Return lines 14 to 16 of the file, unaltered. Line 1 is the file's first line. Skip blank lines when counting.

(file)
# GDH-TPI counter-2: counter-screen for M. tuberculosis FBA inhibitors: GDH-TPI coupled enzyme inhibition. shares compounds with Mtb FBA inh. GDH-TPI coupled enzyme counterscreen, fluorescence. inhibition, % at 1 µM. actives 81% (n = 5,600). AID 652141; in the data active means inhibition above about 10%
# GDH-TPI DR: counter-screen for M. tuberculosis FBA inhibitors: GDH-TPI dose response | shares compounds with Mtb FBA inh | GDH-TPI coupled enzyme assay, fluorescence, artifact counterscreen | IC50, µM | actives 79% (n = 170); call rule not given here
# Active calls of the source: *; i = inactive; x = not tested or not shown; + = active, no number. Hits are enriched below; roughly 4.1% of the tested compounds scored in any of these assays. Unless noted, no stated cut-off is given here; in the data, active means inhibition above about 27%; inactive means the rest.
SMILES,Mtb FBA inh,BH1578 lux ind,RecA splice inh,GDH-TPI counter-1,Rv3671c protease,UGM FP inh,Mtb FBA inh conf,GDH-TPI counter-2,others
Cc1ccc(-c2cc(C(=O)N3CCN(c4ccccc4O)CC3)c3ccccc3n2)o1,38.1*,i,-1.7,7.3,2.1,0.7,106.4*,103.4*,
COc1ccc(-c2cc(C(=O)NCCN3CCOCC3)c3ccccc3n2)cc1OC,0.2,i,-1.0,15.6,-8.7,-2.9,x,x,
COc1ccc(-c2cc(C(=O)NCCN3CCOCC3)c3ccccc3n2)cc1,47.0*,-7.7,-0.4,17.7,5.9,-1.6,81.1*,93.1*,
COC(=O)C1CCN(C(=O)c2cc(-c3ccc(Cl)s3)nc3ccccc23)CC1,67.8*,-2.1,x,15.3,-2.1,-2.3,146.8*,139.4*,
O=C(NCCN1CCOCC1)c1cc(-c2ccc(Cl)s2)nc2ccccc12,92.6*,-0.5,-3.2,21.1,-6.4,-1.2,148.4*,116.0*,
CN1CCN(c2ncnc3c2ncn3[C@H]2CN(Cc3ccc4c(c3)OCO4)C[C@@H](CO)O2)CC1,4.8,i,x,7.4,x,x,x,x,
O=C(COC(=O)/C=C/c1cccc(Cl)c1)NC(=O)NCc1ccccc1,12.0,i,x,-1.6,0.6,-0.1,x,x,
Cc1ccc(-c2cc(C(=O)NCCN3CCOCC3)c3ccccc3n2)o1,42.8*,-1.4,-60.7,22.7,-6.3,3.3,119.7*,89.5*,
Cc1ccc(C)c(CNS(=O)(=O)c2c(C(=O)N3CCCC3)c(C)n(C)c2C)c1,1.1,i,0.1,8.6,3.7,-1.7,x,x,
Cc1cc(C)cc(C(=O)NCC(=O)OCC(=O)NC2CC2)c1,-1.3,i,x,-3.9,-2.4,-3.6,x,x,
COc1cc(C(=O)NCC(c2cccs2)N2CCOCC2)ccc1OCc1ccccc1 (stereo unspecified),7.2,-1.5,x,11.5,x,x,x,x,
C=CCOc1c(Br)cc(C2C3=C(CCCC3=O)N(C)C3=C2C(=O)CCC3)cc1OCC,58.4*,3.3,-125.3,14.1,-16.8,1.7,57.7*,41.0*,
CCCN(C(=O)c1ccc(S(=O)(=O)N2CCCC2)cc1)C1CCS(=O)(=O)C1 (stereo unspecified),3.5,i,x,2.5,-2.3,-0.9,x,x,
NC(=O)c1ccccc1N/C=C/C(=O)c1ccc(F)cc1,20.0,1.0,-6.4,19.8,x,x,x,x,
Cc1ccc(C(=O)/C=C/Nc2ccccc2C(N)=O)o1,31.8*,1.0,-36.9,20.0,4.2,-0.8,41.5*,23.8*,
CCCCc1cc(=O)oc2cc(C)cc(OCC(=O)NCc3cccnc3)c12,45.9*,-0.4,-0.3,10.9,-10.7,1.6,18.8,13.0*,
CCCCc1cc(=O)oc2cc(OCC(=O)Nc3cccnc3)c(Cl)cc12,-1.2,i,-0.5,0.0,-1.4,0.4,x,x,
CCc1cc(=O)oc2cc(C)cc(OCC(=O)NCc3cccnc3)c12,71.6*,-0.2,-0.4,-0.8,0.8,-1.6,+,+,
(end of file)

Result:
Cc1cc(C)cc(C(=O)NCC(=O)OCC(=O)NC2CC2)c1,-1.3,i,x,-3.9,-2.4,-3.6,x,x,
COc1cc(C(=O)NCC(c2cccs2)N2CCOCC2)ccc1OCc1ccccc1 (stereo unspecified),7.2,-1.5,x,11.5,x,x,x,x,
C=CCOc1c(Br)cc(C2C3=C(CCCC3=O)N(C)C3=C2C(=O)CCC3)cc1OCC,58.4*,3.3,-125.3,14.1,-16.8,1.7,57.7*,41.0*,